LONDON (Reuters) - Diplomatic attempts to end the Syrian conflict are "nearly impossible" and not enough is being done to end the fighting, the new U.N. and Arab League mediator Lakhdar Brahimi said in a BBC interview broadcast on Monday.
"I know how difficult it is - how nearly impossible. I can't say impossible - nearly impossible," Brahimi, an Algerian diplomat, told the BBC. "And we are not doing much. That in itself is a terrible weight."
Brahimi replaced Kofi Annan as the United Nations and Arab League joint special representative on Syria at the end of August. Annan stepped down after blaming "finger-pointing and name-calling" at the U.N. Security Council for hampering efforts to find a breakthrough in the conflict.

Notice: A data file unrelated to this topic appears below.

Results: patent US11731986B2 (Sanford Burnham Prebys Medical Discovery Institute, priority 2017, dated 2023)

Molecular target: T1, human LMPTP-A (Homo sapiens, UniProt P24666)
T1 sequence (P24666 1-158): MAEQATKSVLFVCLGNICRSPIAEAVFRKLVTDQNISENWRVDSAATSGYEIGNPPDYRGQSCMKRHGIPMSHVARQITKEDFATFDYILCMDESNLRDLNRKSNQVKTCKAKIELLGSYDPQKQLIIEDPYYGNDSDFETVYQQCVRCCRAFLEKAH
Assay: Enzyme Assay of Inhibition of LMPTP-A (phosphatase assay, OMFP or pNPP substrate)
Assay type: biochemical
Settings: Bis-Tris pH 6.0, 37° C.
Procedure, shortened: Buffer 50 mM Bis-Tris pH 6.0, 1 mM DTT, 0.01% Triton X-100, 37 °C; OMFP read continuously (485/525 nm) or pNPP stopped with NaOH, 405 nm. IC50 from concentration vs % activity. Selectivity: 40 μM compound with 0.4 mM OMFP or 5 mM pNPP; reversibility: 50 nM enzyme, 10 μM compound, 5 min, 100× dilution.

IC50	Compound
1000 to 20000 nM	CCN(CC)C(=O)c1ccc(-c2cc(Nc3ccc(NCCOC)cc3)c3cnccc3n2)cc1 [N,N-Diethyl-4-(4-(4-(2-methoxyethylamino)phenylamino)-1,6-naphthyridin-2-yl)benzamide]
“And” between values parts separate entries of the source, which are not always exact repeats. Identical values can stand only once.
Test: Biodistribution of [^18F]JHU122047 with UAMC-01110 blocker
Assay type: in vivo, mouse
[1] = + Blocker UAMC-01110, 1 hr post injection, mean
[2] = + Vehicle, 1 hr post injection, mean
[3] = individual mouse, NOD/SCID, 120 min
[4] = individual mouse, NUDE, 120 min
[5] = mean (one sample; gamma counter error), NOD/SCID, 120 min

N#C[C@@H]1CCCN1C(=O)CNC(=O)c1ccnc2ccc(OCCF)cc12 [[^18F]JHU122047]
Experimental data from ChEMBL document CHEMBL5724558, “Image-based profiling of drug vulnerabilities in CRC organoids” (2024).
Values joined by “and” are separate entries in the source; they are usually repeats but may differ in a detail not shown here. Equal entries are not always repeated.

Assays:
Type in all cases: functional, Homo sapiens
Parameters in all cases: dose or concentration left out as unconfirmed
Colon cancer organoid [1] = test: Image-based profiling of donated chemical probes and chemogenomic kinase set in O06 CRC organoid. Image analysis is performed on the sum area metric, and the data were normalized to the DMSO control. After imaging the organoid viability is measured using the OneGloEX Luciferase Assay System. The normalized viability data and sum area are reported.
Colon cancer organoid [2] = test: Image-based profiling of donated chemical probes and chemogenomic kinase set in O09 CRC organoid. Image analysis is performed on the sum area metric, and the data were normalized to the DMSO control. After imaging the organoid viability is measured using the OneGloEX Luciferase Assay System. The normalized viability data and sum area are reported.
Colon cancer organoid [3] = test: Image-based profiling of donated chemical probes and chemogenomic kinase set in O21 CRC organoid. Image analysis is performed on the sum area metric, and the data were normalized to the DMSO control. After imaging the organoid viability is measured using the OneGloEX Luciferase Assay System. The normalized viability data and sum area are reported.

Around 20,000 people have been killed during a 17-month uprising against Syria's President Bashar al-Assad.
Brahimi said he was "scared of the weight of responsibility" on his shoulders and was aware that not enough is being done to end the violence through diplomacy.
"People are already saying 'People are dying and what are you doing?' And we are not doing much. That in itself is a terrible weight," he told the BBC in an interview conducted in English.
Brahimi said he felt like he was "standing in front of a brick wall", looking for cracks that may yield a solution.
"I'm coming into this job with my eyes open, and (with) no illusions," he said.
(Reporting by Peter Griffiths; Editing by Andrew Heavens)